Stereotypes have a few properties.  First, they are perceptions of a person’s appearance, behavior, or abilities, which may be true or false.  When we use stereotypes or labels, we are reducing a person’s essence to those qualities.  Second, we say that these are the typical qualities of all members of the group.  Stereotypes are dangerous because we can judge an entire group of people as being “less than” before we even know them.  In order to create these stereotypes and prejudices, we must evaluate someone’s qualities in a negative light (i).  When we do this, we may feel something beyond mere dislikes, such as contempt or hate.  We feel contempt when we deem something inferior.  We feel hate when someone is a threat to our status or wellbeing.  Contempt can make us feel justified in keeping others in their place, while hate can lead to violence.  It is for these reasons that contempt and hate are threats to equality.  The antidote to contempt and hate is to look for what we have in common with others, not our dissimilarities.

When Bias Is Justified

bigot: a person who is obstinately or unreasonably attached to a belief, opinion, or faction, especially one who is prejudiced against or antagonistic toward a person or people on the basis of their membership of a particular group

We can all experience interpersonal rejection to some degree based on qualities that we may have or lack.  We are not all equal in our desirability.  If we naturally have a bias towards the attractive, smart, and capable, does this mean that these people are “better than”?  Meritocracy, the idea that effort and aptitude justify rising up the ranks, says it is ok to have a bias against those who are unintelligent and incapable within our economic system (ii).  In fact, we often unintentionally reject the undesirable and inadequate in subtle but hurtful ways.  When we are seeking romantic partners, then we have a bias against those who are unattractive.  When is it unreasonable to have a bias against someone?  Social movements fortunately have given us the categories of sex, gender, race, class, and ability.  Indeed, it seems silly to dislike someone over these qualities, but what about those that don’t make the fit (iii)?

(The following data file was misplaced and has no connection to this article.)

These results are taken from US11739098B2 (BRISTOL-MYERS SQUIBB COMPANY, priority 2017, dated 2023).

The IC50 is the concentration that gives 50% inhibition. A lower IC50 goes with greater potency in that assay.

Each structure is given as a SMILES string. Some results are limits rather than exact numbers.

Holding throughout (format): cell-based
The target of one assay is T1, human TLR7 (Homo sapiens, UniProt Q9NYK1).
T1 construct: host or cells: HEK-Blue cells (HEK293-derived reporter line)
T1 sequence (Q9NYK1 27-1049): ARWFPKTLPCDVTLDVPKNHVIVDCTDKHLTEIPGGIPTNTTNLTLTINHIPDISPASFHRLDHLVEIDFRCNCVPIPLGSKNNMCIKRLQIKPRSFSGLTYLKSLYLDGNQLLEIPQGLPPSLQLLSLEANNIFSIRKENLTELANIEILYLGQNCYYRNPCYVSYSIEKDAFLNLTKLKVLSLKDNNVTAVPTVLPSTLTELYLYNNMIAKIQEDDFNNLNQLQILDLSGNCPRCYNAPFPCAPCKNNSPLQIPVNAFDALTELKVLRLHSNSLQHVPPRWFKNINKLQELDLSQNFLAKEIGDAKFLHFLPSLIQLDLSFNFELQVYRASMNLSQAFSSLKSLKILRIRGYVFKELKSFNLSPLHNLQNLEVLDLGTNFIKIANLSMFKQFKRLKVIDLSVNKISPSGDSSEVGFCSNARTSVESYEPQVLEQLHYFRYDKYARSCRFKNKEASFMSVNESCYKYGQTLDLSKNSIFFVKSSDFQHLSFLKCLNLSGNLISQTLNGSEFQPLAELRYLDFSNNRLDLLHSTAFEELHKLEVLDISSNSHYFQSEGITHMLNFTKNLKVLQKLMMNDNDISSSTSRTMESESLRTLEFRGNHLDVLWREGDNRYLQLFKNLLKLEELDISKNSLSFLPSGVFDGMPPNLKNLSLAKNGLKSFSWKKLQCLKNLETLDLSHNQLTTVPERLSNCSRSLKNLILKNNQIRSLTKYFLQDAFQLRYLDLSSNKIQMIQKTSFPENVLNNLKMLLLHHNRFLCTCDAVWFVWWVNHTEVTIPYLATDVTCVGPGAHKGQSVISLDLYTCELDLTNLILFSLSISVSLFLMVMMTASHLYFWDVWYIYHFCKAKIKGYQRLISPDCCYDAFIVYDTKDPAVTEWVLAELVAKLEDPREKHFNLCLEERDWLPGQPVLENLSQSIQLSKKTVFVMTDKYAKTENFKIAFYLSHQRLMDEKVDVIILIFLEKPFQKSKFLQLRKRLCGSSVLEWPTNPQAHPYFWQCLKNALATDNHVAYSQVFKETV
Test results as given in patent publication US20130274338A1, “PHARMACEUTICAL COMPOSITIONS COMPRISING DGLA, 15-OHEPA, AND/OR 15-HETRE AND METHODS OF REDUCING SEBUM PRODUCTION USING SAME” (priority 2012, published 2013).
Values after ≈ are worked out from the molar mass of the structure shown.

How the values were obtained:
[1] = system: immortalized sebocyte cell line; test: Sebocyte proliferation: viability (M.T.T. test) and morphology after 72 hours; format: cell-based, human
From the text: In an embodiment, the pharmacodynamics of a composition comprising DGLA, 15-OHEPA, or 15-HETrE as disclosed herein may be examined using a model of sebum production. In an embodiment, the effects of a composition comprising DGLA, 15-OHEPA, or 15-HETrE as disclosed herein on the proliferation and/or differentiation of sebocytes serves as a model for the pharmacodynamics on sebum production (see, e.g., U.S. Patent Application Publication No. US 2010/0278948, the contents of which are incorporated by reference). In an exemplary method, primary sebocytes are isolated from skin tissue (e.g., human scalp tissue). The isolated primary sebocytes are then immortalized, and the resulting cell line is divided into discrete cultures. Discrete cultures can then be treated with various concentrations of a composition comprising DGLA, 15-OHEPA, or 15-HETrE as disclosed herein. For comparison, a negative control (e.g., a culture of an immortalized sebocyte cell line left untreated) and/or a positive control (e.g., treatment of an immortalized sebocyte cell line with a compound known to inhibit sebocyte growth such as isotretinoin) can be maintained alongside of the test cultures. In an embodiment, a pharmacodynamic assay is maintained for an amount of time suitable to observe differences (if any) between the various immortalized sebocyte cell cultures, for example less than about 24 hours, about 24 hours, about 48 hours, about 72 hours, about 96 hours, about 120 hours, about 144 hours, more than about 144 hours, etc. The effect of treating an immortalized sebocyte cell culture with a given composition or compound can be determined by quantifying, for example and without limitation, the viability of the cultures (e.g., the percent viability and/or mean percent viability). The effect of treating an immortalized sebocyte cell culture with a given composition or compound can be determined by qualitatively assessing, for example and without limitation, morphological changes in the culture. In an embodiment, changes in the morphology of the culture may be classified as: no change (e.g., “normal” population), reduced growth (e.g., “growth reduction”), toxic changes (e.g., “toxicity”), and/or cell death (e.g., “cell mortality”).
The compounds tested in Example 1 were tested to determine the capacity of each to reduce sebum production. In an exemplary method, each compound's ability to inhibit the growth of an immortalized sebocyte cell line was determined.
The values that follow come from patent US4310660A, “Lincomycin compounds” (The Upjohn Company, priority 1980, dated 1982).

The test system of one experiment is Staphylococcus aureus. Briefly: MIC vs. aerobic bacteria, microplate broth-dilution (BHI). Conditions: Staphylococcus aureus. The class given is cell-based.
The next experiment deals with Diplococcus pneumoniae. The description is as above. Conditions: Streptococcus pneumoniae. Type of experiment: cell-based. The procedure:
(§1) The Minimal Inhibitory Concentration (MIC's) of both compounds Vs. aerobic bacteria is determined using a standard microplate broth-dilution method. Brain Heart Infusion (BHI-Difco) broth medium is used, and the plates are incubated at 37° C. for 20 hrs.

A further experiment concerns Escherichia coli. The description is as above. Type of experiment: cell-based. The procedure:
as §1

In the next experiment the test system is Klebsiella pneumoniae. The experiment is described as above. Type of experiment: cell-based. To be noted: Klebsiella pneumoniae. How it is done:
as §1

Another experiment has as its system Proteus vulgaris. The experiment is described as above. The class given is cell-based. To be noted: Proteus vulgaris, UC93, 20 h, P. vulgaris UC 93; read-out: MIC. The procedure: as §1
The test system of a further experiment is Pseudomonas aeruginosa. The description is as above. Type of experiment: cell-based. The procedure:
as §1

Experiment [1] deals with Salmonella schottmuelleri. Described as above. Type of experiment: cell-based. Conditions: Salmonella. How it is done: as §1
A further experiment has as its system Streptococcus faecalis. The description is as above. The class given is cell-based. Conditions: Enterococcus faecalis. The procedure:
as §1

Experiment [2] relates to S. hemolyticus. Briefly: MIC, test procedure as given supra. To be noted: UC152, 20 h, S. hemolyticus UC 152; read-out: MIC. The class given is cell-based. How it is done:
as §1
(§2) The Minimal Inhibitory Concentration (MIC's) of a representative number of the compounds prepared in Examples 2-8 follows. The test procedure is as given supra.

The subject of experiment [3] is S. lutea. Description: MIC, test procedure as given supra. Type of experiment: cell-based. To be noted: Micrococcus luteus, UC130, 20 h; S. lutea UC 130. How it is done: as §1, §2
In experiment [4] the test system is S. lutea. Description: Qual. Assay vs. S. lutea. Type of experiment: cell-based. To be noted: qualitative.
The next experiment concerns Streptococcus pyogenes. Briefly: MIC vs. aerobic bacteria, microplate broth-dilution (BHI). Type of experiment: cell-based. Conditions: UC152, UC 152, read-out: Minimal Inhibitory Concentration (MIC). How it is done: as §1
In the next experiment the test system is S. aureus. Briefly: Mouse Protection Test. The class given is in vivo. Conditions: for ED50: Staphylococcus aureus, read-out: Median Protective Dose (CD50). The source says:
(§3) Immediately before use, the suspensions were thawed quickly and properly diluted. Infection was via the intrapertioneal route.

There is a difference, however, between people not associated with a traditional marginalized group versus those that are. This has to do with which group meets the criteria of being oppressed.  Oppression is when one group, typically white-dominated males, have more power and privilege over the other.  Oppression affects people’s lives at three levels: interpersonal, institutional, and internalized. Interpersonal consists of the biases that are applied to the marginalized, institutional are the laws and social norms that form because of these biases, and internalization is when the marginalized internalize the oppression as shame and inferiority. This internalization is also known as subordination.  The outcome is that their quality of life, both mental and physical, is compromised.


i) We can also evaluate someone in a positive light and make a stereotype.  What about all Asians are good at mathematics.  Positive stereotypes are interesting because personally I would like to be associated with a group that excels at math.  But it makes them feel uncomfortable; perhaps because it draws attention to them being “different” and could be used as a source of prejudice.  It also simplifies and reduces Asians to an absurd degree.  Because of course people are complex and different even within groups.

ii) Meritocracy could be used in a couple of different ways to justify power and control.  It is conventionally said to be a fair way of advancing in the hierarchy because all that is required is effort and capability.  But we know that not all people have the same privileges and access to resources as others do.  So it is a half-truth.  But even if we eliminated privilege, it can still be interpreted as unfair because what about the people that are unintelligent and incompetent.  The system becomes rather challenging for them.